It will be observed byreference to Fig. 3a of the drawings that the guides O3 and O4 are constructed so. as to permit the lateral play ot' the trip bar and rod required for gettingthe trip-linger into position under the operating-linger. Other than as just specied, the construction shown by Fig. 3 corresponds to that shown by Figs. l and 2, and the only object of the operating-guide and tripngers is to release the float to permit it to act.

In the construction shown'by Figs. 4, 4f, and 4b I have shown a modified formv of my improved apparatus, for while the valve-liloat in the apparatus shown in the other figures performs the work of overcoming the suction of the tank-valve, as well as lifting the same and its stem, the float in the construction now to be `described has power enough only to maintain the valve in an elevated position after it has been lifted by other means. In this construction the iioat, which comprises a body P and a tube P', is made on the same principle,fr but shorter than the float already described and therefore is less buoyant. Its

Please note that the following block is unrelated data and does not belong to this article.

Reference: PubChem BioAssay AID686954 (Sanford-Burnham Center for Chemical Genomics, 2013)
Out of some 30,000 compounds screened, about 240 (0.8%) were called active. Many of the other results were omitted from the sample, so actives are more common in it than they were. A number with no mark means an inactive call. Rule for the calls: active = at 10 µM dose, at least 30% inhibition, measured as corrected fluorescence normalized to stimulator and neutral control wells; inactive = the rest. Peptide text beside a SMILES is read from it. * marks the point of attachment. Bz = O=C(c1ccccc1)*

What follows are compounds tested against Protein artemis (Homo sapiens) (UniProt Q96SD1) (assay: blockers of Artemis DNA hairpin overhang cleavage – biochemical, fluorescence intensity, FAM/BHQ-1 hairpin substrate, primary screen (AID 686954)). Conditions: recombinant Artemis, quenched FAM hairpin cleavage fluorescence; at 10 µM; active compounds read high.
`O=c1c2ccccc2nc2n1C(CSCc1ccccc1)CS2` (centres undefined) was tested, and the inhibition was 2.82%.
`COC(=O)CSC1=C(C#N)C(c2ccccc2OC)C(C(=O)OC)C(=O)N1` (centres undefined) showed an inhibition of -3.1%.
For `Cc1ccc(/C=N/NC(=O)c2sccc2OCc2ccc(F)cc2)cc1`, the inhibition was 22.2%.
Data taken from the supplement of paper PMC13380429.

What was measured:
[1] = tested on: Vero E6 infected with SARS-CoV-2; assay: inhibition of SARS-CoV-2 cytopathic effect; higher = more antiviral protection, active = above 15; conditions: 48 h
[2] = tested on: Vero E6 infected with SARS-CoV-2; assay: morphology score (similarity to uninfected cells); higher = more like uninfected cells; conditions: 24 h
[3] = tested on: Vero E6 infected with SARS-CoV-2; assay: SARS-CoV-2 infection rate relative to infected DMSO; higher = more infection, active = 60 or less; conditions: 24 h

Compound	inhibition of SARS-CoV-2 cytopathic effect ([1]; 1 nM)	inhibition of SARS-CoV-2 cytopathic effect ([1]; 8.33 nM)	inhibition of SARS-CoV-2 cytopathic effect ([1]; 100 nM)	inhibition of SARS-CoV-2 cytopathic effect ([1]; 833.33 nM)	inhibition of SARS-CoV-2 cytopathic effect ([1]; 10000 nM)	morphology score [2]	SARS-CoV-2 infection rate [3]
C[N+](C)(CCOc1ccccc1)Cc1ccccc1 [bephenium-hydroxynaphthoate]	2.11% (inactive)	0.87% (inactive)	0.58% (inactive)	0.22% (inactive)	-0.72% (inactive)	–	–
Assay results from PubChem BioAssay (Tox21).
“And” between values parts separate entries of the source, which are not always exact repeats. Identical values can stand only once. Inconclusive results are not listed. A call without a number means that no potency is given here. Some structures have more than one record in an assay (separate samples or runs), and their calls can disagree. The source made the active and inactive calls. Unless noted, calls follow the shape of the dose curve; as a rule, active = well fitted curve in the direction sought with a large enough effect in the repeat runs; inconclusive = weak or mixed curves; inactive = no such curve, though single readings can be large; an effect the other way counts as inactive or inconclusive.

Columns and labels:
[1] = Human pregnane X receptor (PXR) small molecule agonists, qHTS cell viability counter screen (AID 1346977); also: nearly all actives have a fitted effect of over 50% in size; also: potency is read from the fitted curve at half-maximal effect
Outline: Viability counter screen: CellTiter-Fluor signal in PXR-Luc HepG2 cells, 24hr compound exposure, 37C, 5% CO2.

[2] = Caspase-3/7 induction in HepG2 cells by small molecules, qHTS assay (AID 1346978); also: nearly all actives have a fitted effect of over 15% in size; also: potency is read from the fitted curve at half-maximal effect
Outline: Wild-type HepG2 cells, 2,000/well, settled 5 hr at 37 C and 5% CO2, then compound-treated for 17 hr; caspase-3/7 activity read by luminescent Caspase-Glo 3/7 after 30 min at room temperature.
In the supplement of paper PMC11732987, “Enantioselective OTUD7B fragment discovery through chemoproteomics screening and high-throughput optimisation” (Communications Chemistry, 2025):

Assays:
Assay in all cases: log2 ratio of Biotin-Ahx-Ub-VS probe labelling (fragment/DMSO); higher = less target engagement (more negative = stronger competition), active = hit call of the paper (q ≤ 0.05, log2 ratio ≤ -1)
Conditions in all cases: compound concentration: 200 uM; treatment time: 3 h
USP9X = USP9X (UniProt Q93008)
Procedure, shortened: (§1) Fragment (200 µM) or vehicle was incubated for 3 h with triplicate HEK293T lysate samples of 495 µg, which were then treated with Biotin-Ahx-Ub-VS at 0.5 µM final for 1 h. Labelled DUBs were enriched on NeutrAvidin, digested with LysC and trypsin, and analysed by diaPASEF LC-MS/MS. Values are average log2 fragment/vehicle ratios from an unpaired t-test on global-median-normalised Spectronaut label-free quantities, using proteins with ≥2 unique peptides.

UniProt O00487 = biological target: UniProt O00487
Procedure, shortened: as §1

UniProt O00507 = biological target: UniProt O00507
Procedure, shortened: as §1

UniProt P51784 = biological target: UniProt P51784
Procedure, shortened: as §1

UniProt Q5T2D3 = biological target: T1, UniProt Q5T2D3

tube P is extended above it for engagement' with a lifting-collar Q, secured to the valvestem C of the valve C, the said collar being Verticallyadjustable on the valve-stem and .having formed with it a vertical post Q', provided at its upper and lower ends, respectively, with a downwardly-inclinedbowed op- `erating-inger vQ2 and an vupwf-trdly-inclined ICO tween them of a trip-linger Q4, carried by a i trip-bar Q5 secured to the lower end of a triprod Q6, which plays up and down througha guide Q7, carried near the upper end of an upright Q8 secured at its lower end to the IIO body of the cup. A vertical guide-frame R,